SOLID & Ruby in 5 short examples
In this article we’re going to explore the following topics:
- Single responsibility principle
- Open/closed principle
- Liskov substitution principle
- Interface segregation principle
- Dependency inversion principle
SOLID is an acronym that stands for a set of principles to help developers to produce long-term maintainable source code that use an object oriented programming language.
DISCLAIMER: as it’s just a set of principles, obviously it won’t replace your common sense.
This said, let’s detail each principle with a simple and short example.
PS: Due to duck typing design, Interface Segregation and Dependency Inversion principle are not relevant in Ruby.
Otherwise, I provide interesting resources in both sections about these principles for the most curious developers.
Single Responsibility principle
This principle is based on the fact that a class should be responsible of only one aspect of a program. By responsible we mean that the class can be impacted by a change in only one aspect of the program.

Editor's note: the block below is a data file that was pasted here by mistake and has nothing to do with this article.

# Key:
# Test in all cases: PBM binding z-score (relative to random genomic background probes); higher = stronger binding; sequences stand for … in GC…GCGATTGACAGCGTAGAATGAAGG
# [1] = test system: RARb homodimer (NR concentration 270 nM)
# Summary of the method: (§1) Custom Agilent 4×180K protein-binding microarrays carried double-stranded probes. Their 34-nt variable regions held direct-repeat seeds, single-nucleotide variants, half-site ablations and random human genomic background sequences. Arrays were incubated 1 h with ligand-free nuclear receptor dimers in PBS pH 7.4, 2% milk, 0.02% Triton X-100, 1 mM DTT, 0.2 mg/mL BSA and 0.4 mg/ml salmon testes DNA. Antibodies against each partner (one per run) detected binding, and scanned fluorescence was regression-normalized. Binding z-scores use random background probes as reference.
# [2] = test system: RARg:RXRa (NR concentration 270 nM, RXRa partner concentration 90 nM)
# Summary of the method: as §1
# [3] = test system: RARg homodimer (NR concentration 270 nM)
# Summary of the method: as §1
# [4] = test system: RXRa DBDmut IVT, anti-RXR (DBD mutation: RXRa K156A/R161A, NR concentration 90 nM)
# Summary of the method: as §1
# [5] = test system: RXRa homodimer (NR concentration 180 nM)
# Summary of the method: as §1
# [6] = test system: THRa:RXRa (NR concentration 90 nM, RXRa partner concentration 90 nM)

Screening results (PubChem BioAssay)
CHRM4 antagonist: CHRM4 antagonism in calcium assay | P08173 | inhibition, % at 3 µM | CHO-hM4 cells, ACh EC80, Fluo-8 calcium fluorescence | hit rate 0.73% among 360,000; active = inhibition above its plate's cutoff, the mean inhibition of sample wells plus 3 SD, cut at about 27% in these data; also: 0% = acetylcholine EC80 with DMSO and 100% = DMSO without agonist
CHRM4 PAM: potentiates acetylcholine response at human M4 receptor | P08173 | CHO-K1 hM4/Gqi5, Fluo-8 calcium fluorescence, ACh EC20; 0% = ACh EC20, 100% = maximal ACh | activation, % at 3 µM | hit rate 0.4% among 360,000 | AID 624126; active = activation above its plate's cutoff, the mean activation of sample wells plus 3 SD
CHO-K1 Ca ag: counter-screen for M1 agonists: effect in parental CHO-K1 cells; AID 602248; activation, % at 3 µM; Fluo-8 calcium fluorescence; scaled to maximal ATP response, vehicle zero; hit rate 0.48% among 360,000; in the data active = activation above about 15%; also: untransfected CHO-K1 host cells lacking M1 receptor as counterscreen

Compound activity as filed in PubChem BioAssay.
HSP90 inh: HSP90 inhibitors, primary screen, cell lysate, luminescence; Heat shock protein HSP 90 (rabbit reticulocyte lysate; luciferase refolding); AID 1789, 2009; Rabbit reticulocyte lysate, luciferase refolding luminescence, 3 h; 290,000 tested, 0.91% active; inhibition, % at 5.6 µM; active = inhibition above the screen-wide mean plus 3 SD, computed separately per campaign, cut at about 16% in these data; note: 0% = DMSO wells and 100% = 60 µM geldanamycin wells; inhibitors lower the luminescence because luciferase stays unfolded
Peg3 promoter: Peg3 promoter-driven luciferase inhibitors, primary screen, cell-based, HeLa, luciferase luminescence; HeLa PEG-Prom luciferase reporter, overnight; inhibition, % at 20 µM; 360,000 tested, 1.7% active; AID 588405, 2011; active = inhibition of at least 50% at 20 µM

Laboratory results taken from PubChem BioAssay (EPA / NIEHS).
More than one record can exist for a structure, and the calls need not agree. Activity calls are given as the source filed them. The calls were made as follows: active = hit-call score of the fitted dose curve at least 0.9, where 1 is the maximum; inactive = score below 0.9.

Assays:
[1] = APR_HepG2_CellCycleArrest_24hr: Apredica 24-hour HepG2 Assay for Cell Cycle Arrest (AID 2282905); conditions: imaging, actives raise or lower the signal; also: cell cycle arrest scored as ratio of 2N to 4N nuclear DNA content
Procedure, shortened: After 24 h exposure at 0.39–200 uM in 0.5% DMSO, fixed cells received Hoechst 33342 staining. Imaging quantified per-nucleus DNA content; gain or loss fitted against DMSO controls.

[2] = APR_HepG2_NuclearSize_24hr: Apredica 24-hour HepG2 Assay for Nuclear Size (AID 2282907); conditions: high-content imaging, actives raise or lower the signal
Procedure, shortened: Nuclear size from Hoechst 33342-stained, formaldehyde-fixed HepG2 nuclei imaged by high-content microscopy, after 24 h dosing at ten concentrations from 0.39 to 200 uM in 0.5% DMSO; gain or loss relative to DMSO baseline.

Of a change occurs on the way to log — for example, logging in a file instead of a simple
puts— then only the
Logger class must be impacted as it’s the only class that is responsible of logging.
This principle is based on the fact that a class should be open for extension and closed for modification.
This means that is preferable to derivate from the class that you want to use than modifying it directly
Array class remains unchanged when the
Collection class — as a specialisation of
Array — still gets the properties of an array.
So this pattern, allows you to add a set of functionalities and modify
Array’s existing methods without impacting all the other instances of
Liskov Substitution principle
This principle is based on the fact that a derived class must be substitutable by its base class
In this example, the
RoleLogger#print_role method takes a
In our case the
User classes derivate from
We can easily interchange these classes without breaking the expected behaviour of the
Interface Segregation principle
Dependency Inversion principle
May I have your attention please 🎤🎤
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Here is a link to my last article:
Modules in Ruby: Part I